Strategic Planning and Strategic Thinking – How Best To Inform Decision Making
Both strategic planning and strategic thinking feed decision making. Strategic planning, typically conducted on an annual basis as an individual or collective exercise, asks, “Where do we want to be in 3 years? …in 5 years? What blocks of work need to be done to accomplish this overarching goal?” An individual or business unit could go through the entire planning exercise, though, without ever thinking strategically.
How do we develop a strategic plan without strategic thinking? The process becomes rote and mechanical. In other words, we approach strategy from an operational mindset! We might, for instance, just extend into the future what we’ve done in the past or what we already know.
Twenty-five years back, Henry Mintzberg, the renowned business management guru, wrote in HBR: "[S]trategic planning is not strategic thinking. Indeed, strategic planning often spoils strategic thinking, causing managers to confuse real vision with the manipulation of numbers. And this confusion lies at the heart of the issue: the most successful strategies are visions, not plans.”
Strategic planning is an activity done for a concentrated period of time; strategic thinking is something that is, or should be, in the back of your mind much more frequently. Whether daily, weekly, or monthly, it provides us the opportunity to take operational thinking and move it up a level.
From Operational to Strategic
As Mintzberg emphasizes, visions are often better guides than plans. That is, instead of engaging in a mindset of traditional goal-setting, it’s helpful to set broad targets and concentrate on the types of initiatives we need to put in place to achieve them.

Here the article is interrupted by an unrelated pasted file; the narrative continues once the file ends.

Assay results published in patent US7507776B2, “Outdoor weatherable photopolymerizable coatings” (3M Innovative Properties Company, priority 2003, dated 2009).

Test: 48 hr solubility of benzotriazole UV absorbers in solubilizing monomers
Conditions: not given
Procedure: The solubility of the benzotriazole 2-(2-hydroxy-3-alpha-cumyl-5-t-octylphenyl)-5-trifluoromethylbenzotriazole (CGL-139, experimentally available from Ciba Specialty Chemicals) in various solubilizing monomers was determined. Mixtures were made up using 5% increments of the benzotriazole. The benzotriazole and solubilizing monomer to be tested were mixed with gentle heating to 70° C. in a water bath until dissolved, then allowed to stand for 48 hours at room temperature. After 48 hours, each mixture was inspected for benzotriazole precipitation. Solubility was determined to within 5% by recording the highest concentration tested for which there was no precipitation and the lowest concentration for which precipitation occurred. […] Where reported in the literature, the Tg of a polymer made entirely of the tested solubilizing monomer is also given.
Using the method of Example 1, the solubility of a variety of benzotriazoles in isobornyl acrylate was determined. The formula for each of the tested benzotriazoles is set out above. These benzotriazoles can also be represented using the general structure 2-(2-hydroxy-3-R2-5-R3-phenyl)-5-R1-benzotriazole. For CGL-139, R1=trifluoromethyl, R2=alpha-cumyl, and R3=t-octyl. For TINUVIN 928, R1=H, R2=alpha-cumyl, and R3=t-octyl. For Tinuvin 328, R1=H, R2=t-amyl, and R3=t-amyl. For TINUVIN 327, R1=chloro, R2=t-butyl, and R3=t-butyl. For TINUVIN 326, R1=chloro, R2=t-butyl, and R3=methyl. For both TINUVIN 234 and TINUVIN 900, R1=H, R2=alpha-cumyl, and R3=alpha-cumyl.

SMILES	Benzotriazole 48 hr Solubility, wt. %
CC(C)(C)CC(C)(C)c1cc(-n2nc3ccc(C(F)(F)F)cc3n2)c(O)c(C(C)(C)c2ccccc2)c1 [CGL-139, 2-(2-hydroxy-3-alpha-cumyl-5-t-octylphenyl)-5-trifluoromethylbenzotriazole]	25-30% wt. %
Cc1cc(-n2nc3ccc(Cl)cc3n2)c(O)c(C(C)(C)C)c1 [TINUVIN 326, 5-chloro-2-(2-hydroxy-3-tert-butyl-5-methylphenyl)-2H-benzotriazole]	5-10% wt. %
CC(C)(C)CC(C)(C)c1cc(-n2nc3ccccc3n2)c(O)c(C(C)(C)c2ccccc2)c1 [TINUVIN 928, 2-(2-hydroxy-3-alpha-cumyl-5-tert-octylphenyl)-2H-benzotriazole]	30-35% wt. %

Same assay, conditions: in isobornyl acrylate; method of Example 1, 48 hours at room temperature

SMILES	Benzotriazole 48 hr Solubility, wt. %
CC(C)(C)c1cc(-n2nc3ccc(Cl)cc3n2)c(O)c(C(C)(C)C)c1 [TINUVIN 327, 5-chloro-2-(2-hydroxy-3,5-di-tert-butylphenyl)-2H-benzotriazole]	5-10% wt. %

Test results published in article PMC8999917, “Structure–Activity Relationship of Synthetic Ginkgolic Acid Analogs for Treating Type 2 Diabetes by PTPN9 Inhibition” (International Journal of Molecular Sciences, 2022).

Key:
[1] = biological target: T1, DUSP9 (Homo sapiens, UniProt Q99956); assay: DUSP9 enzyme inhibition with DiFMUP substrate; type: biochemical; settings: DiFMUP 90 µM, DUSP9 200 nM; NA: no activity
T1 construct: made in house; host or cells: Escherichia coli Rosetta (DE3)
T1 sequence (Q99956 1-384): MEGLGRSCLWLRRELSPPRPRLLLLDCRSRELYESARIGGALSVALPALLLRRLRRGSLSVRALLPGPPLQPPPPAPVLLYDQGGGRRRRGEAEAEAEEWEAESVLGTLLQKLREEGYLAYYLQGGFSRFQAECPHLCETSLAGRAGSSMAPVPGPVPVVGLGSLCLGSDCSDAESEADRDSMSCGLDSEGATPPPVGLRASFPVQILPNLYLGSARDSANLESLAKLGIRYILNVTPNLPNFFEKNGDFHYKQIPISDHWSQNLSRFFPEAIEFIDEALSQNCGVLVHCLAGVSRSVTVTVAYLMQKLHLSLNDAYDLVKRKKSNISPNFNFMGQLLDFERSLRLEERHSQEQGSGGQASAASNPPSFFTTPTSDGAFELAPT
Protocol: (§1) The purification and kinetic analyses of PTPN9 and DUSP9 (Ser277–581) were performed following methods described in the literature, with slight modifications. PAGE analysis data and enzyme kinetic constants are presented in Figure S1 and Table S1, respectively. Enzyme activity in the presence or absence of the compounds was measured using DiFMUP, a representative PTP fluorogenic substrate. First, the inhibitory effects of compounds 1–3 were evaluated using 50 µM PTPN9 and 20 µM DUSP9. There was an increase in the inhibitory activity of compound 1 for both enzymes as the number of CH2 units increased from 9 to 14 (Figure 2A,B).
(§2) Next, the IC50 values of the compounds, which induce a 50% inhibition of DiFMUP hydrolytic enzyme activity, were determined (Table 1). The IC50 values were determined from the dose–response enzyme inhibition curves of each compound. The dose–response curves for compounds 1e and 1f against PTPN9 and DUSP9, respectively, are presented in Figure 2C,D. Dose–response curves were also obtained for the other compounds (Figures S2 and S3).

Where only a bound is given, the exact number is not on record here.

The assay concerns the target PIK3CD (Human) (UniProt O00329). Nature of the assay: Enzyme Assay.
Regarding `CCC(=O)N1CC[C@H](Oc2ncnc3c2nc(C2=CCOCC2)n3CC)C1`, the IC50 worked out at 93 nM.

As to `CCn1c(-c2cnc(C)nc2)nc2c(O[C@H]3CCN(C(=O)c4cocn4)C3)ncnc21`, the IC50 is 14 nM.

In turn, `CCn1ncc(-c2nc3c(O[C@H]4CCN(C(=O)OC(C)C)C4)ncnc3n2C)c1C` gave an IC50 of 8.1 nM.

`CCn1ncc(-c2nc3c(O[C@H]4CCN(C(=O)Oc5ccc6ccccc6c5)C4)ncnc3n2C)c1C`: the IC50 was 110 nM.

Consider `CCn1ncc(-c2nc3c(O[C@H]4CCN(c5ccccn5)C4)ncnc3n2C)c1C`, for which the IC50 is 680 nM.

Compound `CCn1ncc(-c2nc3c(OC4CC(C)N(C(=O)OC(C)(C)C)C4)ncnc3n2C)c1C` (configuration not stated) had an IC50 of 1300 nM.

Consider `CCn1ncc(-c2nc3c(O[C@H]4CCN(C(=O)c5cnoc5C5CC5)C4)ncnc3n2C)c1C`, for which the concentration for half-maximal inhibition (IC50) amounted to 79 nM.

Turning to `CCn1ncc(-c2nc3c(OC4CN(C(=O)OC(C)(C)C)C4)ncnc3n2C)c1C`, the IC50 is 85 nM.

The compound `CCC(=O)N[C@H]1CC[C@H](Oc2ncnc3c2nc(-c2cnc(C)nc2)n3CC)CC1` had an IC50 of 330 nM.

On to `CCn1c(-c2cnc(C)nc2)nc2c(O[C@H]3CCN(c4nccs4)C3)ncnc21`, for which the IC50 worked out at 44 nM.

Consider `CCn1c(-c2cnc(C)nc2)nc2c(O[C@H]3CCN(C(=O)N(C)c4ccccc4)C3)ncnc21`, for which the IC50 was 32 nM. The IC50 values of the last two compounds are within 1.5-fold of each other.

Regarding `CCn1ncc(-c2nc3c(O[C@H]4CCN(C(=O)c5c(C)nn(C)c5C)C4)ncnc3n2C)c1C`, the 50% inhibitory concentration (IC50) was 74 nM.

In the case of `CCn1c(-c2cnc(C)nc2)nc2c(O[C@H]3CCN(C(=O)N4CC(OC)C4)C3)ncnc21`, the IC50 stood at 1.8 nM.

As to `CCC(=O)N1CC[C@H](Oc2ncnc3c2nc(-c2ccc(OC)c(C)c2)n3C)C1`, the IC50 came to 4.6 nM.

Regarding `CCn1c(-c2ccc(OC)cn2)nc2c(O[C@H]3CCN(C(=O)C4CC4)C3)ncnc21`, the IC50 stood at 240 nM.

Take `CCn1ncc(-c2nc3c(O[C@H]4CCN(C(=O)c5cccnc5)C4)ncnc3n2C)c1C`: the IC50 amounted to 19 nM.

Let’s make this personal and let’s say that I intend to significantly increase my professional services revenue over the next year. I commit to that, and then, rather than driving myself nuts in terms of how to achieve it, I can refocus: What kinds of initiatives would be most useful for me to put into place to accomplish this broad aspiration? What’s the nature of the marketing I need to do to most effectively increase my visibility and that of what I have to offer? As most of my business comes from people with whom I have established contact, what’s my program for maintaining that contact with potential clients and referrals? Now I can put specific initiatives in place around these areas.
Being able to think strategically will help me move towards those targets.
Here’s a simple example of how: I received an email a short time ago regarding a non-for-profit organization that needed some assistance with strategic facilitation. It had been addressed to several people, and through the email trail I saw the original sender was someone I’d known for years. I called him and asked, “What do you think? Should I get involved in this?” As we chatted, he told me this particular project had gone quiet but that he had something else he wanted to talk to me about – another opportunity.
If I had been thinking operationally – planning my work and working my plan, as it were – chances are I would have discarded that email right off the bat. It wouldn’t have been part of the plan. Seeing that my old colleague was the sender I would have thought, “Well, he’s retired. I won’t bug him.” But moving up again, to strategic thinking, I revised that to: “No, this is one of the elements I’m concentrating on to build my business. Strategically, it’s important that I at least make the call.”
Operational thinking tends to deal with doing things right. Strategic thinking tends to deal with doing the right things. To be truly effective as leaders, we need to be able to move fluidly from strategic thinking to operational thinking and back. Both are critical, and neither is a substitute for the other.
In closing, this is something many of us don’t face until we’re into our careers for 10 or more years, and by then we’ve built up some strong business habits. To break through these established practices and “up our game,” this is an ideal time to engage an executive coach, especially one who’s “been there.”